Counter space is also at the top of the priority list as it is necessary for food preparation and serving. MR Direct suggests having at least 24 inches of counter on either side of the grill if there is no serving area needed. If the space is large and allows for many cubic inches of counter, make sure to place appliances (grill, sink, refrigerator) in a way that doesn’t create a “chopped” counter. Having a continuous countertop is the key to a fluid workspace and provides many places to set drinks and fix meals.
Most outdoor kitchen countertops are made from poured concrete, stone slabs or tile for their durable properties. Poured concrete has become the more popular choice, and can also be the most expensive at about $100 per square foot. Concrete provides a clean, contemporary look without seams. However, if it is not installed correctly, it can be prone to cracking and expensive repairs. Stone is also very popular as there are many choices. Choosing a polished stone with little to no veins will ensure minimal damage from UV rays and stains. A lighter color stone will reflect sun, while a dark color will absorb the heat and become hot to the touch. Least expensive, and a bit outdated, is a tile countertop. Tile provides the consumer with an almost endless amount of style options from colors to patterns to size. It is extremely DIY friendly, but may be prone to cracking is grout is incorrectly applied. At about $30-$60 per square foot, tile is definitely the most economical choice.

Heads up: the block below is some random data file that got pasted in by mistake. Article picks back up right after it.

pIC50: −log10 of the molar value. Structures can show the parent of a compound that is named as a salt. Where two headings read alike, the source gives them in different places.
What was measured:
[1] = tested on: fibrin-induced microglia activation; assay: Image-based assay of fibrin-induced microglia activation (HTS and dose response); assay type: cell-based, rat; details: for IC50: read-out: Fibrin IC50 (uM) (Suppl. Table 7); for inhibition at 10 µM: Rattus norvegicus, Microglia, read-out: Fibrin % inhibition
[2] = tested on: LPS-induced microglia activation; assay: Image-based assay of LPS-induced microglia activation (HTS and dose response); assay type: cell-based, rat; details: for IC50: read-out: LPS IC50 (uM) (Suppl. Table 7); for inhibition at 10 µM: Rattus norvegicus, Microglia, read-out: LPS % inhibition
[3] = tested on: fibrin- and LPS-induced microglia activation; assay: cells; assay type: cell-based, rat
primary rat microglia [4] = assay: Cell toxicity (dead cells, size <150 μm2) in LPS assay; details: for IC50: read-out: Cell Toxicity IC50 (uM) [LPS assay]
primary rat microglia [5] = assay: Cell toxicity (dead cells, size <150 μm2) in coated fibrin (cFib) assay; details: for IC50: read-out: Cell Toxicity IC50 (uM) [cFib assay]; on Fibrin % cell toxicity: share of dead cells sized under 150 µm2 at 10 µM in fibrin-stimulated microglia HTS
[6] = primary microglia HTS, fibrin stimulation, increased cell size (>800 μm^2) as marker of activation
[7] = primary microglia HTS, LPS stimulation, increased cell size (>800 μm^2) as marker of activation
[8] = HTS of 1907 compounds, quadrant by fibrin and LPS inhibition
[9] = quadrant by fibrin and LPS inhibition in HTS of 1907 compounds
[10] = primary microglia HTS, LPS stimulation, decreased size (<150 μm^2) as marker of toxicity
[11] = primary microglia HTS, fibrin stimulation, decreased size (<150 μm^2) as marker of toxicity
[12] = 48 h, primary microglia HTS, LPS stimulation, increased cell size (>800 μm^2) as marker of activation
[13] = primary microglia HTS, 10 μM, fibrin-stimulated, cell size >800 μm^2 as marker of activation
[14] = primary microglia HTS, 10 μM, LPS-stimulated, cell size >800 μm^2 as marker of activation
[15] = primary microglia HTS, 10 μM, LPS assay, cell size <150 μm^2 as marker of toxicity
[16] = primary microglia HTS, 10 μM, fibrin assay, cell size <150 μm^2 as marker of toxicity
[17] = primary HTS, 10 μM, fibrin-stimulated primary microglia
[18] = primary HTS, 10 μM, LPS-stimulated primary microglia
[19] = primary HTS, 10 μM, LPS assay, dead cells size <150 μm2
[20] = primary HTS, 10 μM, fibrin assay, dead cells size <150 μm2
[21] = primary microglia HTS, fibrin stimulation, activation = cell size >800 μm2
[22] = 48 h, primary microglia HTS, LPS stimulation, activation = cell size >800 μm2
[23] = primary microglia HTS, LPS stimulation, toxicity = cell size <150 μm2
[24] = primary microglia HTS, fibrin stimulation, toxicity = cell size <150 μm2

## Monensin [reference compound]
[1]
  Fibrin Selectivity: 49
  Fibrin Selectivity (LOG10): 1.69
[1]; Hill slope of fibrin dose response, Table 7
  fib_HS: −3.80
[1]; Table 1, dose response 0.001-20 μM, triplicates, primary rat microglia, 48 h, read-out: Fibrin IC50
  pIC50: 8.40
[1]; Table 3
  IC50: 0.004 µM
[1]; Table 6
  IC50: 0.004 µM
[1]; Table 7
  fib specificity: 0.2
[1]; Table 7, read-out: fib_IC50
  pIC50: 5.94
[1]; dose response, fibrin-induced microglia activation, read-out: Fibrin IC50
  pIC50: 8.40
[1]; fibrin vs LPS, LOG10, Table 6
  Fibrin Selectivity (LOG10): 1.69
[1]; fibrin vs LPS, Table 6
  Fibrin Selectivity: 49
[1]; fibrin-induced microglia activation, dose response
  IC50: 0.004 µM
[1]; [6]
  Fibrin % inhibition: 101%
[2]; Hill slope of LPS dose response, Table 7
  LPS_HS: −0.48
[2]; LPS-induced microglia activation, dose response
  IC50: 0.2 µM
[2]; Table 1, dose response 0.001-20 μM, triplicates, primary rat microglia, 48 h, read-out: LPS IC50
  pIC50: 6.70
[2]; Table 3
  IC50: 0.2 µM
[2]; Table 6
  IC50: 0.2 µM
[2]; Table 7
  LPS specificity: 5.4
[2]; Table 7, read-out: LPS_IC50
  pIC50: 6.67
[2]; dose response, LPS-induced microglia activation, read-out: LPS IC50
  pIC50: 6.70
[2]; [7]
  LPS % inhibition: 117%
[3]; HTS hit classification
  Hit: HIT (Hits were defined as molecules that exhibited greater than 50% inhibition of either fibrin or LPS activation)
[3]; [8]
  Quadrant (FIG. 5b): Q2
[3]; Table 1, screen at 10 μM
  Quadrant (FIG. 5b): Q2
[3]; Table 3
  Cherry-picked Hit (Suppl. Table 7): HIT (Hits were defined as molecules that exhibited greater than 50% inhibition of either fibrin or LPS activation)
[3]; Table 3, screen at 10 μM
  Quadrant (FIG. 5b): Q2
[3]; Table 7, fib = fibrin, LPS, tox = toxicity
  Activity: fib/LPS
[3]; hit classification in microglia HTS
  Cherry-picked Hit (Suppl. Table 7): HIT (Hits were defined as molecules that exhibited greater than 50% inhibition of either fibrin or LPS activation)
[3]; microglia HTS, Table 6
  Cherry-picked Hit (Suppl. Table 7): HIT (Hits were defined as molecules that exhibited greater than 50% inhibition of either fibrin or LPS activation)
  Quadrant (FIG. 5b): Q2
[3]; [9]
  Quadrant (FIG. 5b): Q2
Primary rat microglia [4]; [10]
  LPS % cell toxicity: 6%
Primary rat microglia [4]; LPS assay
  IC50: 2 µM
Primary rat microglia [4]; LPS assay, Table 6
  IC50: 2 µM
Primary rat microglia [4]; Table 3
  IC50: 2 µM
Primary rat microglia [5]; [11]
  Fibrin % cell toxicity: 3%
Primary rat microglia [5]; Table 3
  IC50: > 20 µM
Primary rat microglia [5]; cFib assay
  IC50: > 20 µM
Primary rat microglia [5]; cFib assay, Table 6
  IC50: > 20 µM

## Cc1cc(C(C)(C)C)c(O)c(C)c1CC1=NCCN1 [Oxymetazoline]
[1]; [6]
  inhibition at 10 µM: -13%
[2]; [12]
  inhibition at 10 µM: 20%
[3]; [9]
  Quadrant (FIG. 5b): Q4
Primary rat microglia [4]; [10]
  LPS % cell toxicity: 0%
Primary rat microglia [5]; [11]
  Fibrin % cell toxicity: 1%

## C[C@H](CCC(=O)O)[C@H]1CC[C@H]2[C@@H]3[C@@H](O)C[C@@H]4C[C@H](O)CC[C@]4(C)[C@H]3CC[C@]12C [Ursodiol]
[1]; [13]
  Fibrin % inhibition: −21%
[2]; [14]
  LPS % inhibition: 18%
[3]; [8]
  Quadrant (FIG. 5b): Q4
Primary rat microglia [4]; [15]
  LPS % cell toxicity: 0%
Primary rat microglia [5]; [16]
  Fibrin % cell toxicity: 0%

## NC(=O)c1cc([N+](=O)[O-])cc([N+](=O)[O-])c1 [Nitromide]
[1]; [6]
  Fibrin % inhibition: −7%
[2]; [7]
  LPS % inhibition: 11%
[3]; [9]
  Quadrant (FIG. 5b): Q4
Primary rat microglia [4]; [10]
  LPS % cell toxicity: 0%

The correct components are important to every space, with no exception for outdoor kitchens. Utilizing a sink, refrigerator, grill, cabinets and electrical outlets will enhance the value of the space as well as offer everything needed to enjoy entertaining. Even in an undersized space, a small refrigerator or bar sink (http://www.mrdirectint.com/2020-stainless-steel-sink.html) can make cooking and entertaining much easier.
Once the yard space is chosen and all of the right components are purchased, the planning and layout process can begin. An outdoor kitchen creates focus around one specific item (the grill) instead of implementing the “triangle” layout found in a traditional indoor kitchen. The “triangle” layout creates an imaginary triangle movement between the sink, range and refrigerator. Since most outdoor kitchens are simply an island, there is no need for a fluid triangle layout. Therefore, it is wise to arrange the elements in a comfortable order that allows the host to move around easily while being a part of conversation.
Another option besides “build-from-scratch” would be to purchase a ready-made grill module that is equipped to set up and use. These modules aren’t necessarily cheaply made, though. Some units can cost anywhere from $800-$5,000, depending on the brand and which pieces and materials are added. Ready-made grill modules are available online and in most home improvement stores, taking the pain out of shopping.
Adding the finishing touches to an outdoor kitchen area is the key to bringing the entire look together. While choosing the right appliances is very important, accessories such as seat cushions, grilling utensils, cutlery, plates and decorations will transform a beautiful new outdoor kitchen into a home outside the home.